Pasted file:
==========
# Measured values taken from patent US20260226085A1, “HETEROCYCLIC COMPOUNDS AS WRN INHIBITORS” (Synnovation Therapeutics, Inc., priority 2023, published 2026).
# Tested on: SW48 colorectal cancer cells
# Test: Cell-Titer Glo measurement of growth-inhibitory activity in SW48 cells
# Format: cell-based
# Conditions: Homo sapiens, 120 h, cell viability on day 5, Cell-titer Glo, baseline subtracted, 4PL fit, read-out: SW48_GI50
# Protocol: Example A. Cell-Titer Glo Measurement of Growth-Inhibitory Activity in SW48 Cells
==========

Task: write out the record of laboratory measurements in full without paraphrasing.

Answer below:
# Measured values taken from patent US20260226085A1, “HETEROCYCLIC COMPOUNDS AS WRN INHIBITORS” (Synnovation Therapeutics, Inc., priority 2023, published 2026).
# Tested on: SW48 colorectal cancer cells
# Test: Cell-Titer Glo measurement of growth-inhibitory activity in SW48 cells
# Format: cell-based
# Conditions: Homo sapiens, 120 h, cell viability on day 5, Cell-titer Glo, baseline subtracted, 4PL fit, read-out: SW48_GI50
# Protocol: Example A. Cell-Titer Glo Measurement of Growth-Inhibitory Activity in SW48 Cells